We redefined our role recently through a strategy process and now see it as increasing the employability skills and mobility of job seekers and employees to meet labour market needs, thereby promoting competitiveness and social inclusion. We are trying to capture the notion that we have, on the one hand, an economic obligation and, on the other, a social obligation.
During 2001, the most recent and most relevant year, we held training courses for unemployed persons and job seekers. Some 21,800 went through these courses, 80% of whom are in employment. Apprentice numbers have risen from around 11,000 or 12,000 a few years ago to more than 25,800 at present. Thirty three thousand six hundred were involved in employment schemes at the end of the year.
We held large-scale training courses for persons in employment during the year. We trained 10,000 retail workers in preparation for the euro launch, while 10,000 construction workers have obtained the safe pass which places an obligation on the construction industry in terms of health and safety in the workplace. That is an activity in which we will invest even more resources this year.
We have a range of training services for people with disabilities, and almost 2,000 people went through the system last year. We have put a lot of effort into increasing female participation in our programmes. Some 42,000 women began FÁS programmes in 2001 while some 56% of our non-employer sponsored FÁS trainees were women. Again in 2002, a new childcare allowance was introduced for eligible FÁS trainees which will help the process of involving women in our training programmes and, by extension, the workplace.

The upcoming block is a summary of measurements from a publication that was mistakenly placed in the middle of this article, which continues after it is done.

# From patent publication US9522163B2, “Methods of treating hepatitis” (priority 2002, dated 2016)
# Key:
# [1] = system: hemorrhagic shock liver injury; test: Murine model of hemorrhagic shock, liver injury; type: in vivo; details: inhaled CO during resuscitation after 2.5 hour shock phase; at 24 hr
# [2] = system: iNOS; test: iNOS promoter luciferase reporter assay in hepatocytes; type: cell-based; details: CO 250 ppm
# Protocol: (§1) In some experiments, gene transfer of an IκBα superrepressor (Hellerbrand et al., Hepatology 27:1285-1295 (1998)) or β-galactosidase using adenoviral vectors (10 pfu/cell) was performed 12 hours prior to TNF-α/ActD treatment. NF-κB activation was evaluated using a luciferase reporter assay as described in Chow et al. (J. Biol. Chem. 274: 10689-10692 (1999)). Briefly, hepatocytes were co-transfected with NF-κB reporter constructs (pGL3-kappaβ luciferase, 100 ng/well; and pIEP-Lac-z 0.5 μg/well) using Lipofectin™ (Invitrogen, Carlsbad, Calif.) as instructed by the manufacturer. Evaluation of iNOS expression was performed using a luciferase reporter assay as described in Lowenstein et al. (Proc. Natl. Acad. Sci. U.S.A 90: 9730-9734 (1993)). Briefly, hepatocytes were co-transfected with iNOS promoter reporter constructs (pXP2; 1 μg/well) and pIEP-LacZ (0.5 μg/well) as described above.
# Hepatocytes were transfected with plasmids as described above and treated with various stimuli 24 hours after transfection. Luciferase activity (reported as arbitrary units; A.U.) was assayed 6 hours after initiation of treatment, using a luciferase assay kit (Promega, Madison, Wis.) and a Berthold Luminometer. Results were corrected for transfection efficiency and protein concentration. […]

Training and employment support for early school leavers is another activity in which we had more than 5,000 starters last year. An activity for which we received a great deal of publicity last year in the context of major redundancies was a package we put together for interacting with people about to lose their jobs. Where we know a major redundancy package is coming, we try to ensure, where possible, we find the employees concerned alternative employment or identify the skills they might require rather than wait until they actually become unemployed. We do this in consultation with the trade unions and management on site.
We have held a targeted overseas recruitment campaign with a large one up to the first quarter of last year. Since then, recognising the changing economic circumstances, we have rolled back on it, but still have a great deal of activity with EU partners' employment services across the Union.
A major activity in conjunction with the Department of Social, Community and Family Affairs is the employment action programme. The work we have done together has resulted in a huge number of people leaving the live register, even without a major intervention on our part.
There has been a significant increase in e-learning activity through our newly established FÁS Net College. We now have 2,500 people learning over the Internet, a service we hope to develop. Our budget last year was €830 million and will be in the order of €887 million this year.
I mentioned that, because of the changing labour market mentioned by the Comptroller and Auditor General, we spent most of last year re-examining our role, the consequence of which was a new statement of strategy for the organisation. I will not bore members with the detail, but for anyone who is interested, copies are available.
A major element of the strategy is promoting investment in the training of people in employment. This relates to the need to ensure people in employment are upskilled to recognise the changing nature of employment and also to capture a group sucked out of the school system by the offer of what appeared to be very attractive salaries at the time. As we all know, they would be the first to lose their jobs in the downturn.
A recent survey of training in the economy suggested about 2.5% of payroll on average is spent by Irish companies on training. The general view is that best practice suggests it should be between 3% and 5%. There is a reality behind the 2.5% figure which suggests that indigenous companies are probably the poorest in terms of investing in training. The higher end would tend to be the multinational companies located here whose investment in training would tend to be in the 3% to 5% bracket.